Yale University researchers say salamanders breeding in roadside ponds are exposed to a number of toxic contaminants from road runoff, mainly sodium chloride from road salt.
The sodium chloride can reach concentrations of 70 times higher in roadside ponds compared with woodland ponds located several hundred feet from the road, they said.
"While the evolutionary consequences of roads are largely unknown, we know they are strong agents of natural selection and set the stage for fast evolution," Steven Brady, a doctoral student at the Yale School of Forestry & Environmental Studies, said.
"These animals are growing up in harsh environments where they face a cocktail of contaminants, and it appears that they are evolving to cope with them," he said in a Yale release Wednesday.
While salamanders in roadside ponds have higher mortality, grow at a slower rate and are more than likely to develop deformed spines and other disfigurements, surviving salamanders may develop a genetic advantage over their counterparts living in woodland ponds, he said.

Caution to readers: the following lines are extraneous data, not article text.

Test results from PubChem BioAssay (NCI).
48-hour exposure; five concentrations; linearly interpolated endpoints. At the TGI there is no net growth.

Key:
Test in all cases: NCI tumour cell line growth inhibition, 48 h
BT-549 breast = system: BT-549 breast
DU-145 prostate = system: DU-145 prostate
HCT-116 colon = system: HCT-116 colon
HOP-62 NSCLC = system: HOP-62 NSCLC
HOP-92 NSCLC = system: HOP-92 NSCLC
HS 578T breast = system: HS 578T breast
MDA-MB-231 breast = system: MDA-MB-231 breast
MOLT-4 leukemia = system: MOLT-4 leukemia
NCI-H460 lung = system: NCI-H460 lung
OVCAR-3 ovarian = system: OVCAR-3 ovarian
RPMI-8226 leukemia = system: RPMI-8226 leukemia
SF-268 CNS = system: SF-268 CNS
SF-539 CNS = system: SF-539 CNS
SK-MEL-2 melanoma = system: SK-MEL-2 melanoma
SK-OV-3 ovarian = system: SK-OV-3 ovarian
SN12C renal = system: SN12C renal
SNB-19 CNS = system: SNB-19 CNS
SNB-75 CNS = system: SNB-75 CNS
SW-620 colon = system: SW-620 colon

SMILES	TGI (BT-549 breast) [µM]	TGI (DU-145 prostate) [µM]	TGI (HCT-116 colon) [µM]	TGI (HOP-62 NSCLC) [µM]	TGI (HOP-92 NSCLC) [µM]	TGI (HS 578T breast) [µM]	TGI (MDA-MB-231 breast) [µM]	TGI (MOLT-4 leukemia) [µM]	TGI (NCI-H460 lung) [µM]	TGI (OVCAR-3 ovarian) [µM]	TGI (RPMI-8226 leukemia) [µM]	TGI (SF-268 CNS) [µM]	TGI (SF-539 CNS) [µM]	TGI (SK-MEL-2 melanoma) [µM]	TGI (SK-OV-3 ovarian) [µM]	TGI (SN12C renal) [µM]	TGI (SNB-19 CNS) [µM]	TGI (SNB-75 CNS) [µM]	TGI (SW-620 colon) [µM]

Salamanders that survive year after year in roadside ponds appear to be adapting to the harsh conditions, he said.
"The animals that come from roadside ponds actually do better -- substantially better -- than the ones that originate from woodland ponds when they're raised together," Brady said.
Brady observed the development of the salamanders in 10 ponds -- five roadside and five woodland -- in northeastern Connecticut.
2014: The Year in Music [PHOTOS]